The Saudis have long insisted on a deeply flawed U.N. resolution which calls on the Houthi fighters to disarm but never even mentions the U.S. backed Saudi/UAE coalition as being among the warring parties. The Houthis say they will come to the negotiating table but cannot rely on the Saudis as mediators. This seems reasonable, given Saudi Arabia’s vengeful treatment of Yemenis.
The people of the United States have the right to insist that U.S. foreign policy be predicated on respect for human rights, equitable sharing of resources and an earnest commitment to end all wars. We should urge Congress to use the leverage it has for preventing continued aerial bombardment of Yemen and sponsor Jayapal’s and De Fazio’s forthcoming resolution.
We can also summon the humility and courage to acknowledge U.S. attacks against Yemeni civilians, make reparations and repair the dreadful systems undergirding our unbridled militarism.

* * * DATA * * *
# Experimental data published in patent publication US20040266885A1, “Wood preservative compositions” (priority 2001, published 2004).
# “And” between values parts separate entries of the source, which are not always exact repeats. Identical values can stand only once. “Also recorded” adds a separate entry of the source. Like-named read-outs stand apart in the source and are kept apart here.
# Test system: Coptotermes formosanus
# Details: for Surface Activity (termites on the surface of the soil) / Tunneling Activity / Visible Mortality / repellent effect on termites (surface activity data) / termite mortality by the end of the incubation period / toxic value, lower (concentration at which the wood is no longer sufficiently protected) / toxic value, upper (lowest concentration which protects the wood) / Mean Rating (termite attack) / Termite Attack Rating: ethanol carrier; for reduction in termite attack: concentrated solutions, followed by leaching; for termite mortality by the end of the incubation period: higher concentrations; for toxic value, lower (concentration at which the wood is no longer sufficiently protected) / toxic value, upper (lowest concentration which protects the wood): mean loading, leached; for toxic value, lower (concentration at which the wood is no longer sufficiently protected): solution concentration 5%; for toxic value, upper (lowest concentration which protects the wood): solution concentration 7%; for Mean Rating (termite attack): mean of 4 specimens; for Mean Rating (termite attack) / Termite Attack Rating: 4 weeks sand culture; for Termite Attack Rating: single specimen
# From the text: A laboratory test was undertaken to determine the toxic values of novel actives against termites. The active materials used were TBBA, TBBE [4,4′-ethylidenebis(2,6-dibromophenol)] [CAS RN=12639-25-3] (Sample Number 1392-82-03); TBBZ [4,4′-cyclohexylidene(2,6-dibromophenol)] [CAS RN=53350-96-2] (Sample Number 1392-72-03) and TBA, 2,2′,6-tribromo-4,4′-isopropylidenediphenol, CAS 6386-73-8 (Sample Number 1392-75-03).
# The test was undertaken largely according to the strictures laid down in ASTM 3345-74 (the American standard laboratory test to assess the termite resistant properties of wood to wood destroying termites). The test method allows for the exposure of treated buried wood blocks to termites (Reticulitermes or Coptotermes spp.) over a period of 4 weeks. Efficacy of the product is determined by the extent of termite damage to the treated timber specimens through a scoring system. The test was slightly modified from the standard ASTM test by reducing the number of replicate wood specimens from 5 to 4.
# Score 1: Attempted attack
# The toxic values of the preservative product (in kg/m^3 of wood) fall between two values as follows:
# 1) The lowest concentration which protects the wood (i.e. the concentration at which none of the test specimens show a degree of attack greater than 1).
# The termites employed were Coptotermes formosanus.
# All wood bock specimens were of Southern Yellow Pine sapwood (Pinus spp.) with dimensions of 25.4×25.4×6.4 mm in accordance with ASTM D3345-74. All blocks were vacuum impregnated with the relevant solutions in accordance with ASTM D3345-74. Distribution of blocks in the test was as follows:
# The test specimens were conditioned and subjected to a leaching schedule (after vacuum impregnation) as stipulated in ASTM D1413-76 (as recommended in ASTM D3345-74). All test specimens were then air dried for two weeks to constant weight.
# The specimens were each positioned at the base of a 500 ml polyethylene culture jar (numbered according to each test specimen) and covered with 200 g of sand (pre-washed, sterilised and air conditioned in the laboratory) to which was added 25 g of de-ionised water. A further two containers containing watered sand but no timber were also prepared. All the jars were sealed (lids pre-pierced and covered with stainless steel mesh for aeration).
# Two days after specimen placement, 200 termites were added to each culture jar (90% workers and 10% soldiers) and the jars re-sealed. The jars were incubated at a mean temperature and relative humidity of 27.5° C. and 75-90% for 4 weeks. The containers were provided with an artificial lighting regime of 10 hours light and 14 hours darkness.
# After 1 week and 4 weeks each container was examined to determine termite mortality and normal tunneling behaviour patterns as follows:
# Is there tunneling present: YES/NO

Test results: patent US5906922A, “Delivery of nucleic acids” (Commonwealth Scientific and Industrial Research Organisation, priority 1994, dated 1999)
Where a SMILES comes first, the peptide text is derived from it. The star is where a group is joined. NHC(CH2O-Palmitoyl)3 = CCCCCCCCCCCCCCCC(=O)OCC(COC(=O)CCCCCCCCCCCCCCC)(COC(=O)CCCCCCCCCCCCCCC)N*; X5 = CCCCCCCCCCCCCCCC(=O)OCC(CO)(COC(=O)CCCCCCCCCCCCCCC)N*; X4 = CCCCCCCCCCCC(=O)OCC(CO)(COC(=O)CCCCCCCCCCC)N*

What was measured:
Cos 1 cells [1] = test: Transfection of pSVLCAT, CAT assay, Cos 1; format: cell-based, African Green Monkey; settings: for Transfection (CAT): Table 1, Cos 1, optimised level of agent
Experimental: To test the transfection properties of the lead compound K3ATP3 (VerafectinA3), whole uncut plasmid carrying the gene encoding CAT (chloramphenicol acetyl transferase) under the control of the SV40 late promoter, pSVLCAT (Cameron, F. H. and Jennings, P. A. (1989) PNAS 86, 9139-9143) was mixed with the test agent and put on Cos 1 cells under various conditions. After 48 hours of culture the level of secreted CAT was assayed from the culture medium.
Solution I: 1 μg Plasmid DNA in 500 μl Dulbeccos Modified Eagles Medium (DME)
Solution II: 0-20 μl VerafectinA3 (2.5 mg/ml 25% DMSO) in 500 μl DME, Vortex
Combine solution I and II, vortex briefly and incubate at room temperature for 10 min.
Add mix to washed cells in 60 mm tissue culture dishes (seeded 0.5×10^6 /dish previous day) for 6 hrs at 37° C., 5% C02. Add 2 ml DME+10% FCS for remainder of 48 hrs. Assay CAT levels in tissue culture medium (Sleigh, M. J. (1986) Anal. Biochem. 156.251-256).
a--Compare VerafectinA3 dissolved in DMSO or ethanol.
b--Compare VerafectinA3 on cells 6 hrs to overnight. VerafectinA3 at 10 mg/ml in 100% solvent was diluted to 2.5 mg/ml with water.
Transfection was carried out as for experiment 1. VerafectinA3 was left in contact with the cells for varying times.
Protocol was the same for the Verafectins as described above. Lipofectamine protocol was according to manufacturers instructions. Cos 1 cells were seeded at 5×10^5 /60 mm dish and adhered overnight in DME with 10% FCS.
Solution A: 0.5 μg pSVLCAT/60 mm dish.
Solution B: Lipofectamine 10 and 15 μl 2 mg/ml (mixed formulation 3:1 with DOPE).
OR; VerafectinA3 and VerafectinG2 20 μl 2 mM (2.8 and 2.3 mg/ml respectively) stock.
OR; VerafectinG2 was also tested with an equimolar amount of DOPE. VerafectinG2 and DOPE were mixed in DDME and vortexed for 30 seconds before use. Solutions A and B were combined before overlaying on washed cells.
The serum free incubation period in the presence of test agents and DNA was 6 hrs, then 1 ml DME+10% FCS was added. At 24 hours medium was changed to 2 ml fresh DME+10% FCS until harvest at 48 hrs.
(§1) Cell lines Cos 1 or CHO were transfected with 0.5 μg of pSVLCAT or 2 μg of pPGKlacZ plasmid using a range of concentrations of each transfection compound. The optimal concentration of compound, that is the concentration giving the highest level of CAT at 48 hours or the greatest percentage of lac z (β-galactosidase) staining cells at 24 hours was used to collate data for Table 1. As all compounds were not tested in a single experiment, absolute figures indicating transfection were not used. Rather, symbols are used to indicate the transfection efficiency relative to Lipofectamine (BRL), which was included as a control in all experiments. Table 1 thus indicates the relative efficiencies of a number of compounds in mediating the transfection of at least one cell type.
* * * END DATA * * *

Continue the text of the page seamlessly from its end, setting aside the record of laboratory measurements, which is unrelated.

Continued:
Kathy Kelly, a peace activist and author, co-coordinates the Ban Killer Drones campaign and is board president of World BEYOND War. A shortened version of this article produced for Progressive Perspectives, which is run by The Progressive magazine
National Day of Action to End US Support for the War in Yemen
Tuesday, March 1st - Friends Committee on National Legislation Milwaukee Advocacy Team meeting with WI Rep. Gwen Moore's Aide, Chris Goldsen.
From Friends Committee on National Legislation-
End US Complicity in Saudi Arabia’s War and Blockade on Yemen
- 14,630 children have died so far in 2022, according to the worst-case estimates. In 2022, worst-case estimates are that 400,000 Yemeni children may die — one every 75 seconds or more than 1,100 per day (World Food Program and United Nations
- Since the beginning of the Yemeni Civil War, at least 230,000 civilians have died — some 131,000 from indirect causes such as lack of food (UN), 85,000 children may have died between April 2015 and October 2018 (Save the Children)